The basic comparative legal taxonomies will enable students to single out differences and similarities among the main western legal constitutional models and some MENA legal constitutional frameworks.
The course is based on lectures. Some presentations by students will be arranged throughout the course.
The aim of the course is to provide students with basic tools of legal comparative method as applied to public law, with a specific focus on constitutions and constitutionalism. Students will cope with the conceptual trajectories of global constitutionalism as well as with the taxonomy of Transnational Constitutionalism, and their repercussions on some North-African legal systems which experienced “constitutional transitions”. In the first part of the course, attention will be devoted to the basic constituents of the European and North-American Constitutionalism. In the second one, some examples of constitutional transitions will be discussed. The survey will emphasize some political and legal features common to these transitions, such as those related to the overcoming of the status of colony, on the one hand, and the relinquishment of some characters typical to the authoritarian political regime, on the other.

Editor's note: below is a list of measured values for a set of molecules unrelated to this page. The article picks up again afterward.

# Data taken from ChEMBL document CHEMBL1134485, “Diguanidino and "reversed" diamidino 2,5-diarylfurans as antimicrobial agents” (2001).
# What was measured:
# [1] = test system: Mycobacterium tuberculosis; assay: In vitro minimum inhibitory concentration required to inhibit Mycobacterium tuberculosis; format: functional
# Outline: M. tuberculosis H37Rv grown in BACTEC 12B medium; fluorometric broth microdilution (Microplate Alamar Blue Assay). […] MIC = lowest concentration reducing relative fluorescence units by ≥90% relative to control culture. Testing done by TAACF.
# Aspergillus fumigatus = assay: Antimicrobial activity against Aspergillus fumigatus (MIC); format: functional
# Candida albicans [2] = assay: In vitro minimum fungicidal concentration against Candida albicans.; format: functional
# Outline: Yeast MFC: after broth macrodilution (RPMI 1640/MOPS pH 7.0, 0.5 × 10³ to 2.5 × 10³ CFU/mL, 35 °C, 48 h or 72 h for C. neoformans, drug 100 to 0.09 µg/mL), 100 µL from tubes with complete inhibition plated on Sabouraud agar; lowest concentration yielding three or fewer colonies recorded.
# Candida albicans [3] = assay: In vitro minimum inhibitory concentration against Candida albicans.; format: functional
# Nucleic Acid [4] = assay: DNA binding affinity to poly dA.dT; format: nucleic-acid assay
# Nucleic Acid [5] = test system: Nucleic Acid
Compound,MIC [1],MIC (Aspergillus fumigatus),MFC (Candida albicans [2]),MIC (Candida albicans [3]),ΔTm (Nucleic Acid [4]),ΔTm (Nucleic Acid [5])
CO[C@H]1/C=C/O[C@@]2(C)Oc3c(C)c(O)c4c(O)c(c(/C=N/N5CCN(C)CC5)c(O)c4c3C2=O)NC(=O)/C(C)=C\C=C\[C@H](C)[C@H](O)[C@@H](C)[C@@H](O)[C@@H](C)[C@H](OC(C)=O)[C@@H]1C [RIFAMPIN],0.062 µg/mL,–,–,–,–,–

1) D.GRIMM, Constitutionalism. Past, present, and future, OUP, 2015, pp. 3-37, 41-89; 2) selected entries of the Oxford handbook of Comparative Constitutional law, OUP, 2012; 3) other materials provided during the course.